Inside QuickTime Pro's bag of tricks

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More QuickTime tricks

QuickTime Pro’s abilities go far beyond what this article describes. To explore its many other functions, check out the program’s Help menu or visit Apple’s tutorial page. For starters, here are a few other noteworthy tricks:

1. Try Special Effects You can add various filters and effects, such as Emboss, Blur, and Film Noise, by using the options in File: Export. Choose Movie To QuickTime Movie from the Export pop-up menu. Click on the Options button and then on the Filter button, and select the filter or effect you want to apply.

2. Add Some Text Got something to say? QuickTime Pro lets you add text overlays to your video. Open TextEdit (or another text editor), type your captions, and copy the text to the Clipboard. In QuickTime Player, use the in and out markers to define the segment that goes with the text. Select Edit: Add To Selection & Scale.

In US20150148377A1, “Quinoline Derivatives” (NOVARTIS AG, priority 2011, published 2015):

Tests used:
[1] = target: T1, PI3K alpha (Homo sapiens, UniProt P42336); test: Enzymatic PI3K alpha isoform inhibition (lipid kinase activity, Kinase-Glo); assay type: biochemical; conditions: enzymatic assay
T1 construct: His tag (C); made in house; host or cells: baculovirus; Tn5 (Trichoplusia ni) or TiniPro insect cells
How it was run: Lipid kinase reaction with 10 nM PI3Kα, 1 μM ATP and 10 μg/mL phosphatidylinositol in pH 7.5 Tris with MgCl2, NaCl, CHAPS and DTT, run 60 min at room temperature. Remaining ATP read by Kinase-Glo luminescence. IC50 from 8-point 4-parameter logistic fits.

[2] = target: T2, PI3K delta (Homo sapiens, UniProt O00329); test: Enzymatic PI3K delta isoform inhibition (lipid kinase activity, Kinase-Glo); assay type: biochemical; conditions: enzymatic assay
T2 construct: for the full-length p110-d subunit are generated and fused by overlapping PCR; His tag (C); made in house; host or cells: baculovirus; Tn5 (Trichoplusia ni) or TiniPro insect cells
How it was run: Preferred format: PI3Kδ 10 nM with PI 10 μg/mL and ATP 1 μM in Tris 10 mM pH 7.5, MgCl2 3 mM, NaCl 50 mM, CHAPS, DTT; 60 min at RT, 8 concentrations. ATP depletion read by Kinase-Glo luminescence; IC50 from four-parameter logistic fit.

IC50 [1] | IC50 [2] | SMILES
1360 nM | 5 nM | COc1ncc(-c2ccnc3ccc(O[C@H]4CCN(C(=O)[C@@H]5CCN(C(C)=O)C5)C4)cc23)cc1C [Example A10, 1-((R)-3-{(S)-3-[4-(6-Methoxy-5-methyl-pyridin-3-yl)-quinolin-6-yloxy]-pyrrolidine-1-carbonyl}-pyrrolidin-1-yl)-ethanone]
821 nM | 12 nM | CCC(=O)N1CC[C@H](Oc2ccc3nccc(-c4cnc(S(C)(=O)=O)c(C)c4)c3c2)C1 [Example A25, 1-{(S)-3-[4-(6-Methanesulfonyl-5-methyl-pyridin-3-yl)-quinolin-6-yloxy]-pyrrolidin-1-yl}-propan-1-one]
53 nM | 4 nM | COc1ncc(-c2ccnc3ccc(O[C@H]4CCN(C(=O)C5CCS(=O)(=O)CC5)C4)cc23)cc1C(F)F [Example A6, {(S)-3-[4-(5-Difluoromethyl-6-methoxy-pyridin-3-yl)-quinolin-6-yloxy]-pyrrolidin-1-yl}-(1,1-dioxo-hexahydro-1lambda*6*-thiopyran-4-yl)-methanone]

To tweak the look of your text overlay, go to the Movie Properties box, choose Text Track, and select the Visual Settings tab. To make the text box semitransparent, choose Blend from the Transparency pop-up menu. To adjust the box’s size and location, tweak the Scaled Size and Offset values.

3. Use Slide-Show Smarts It’s easy to create a QuickTime slide show. Simply place a bunch of images in a folder and give each file the same name, followed by a sequential number (for instance, Hawaii1, Hawaii2, and so on). Go to File: Open Image Sequence, navigate to the folder of images, and select the first picture in the sequence. Click on Open. From the Frame Rate pop-up menu, choose a setting, such as 1 frame per second or 5 seconds per frame, and click on OK. Go to View: Play All Movies to admire the results.

[ Senior Contributor Ted Landau is the founder and a current contributing editor of MacFixIt , as well as the author of Mac OS X Help Line (Peachpit, 2007). ]

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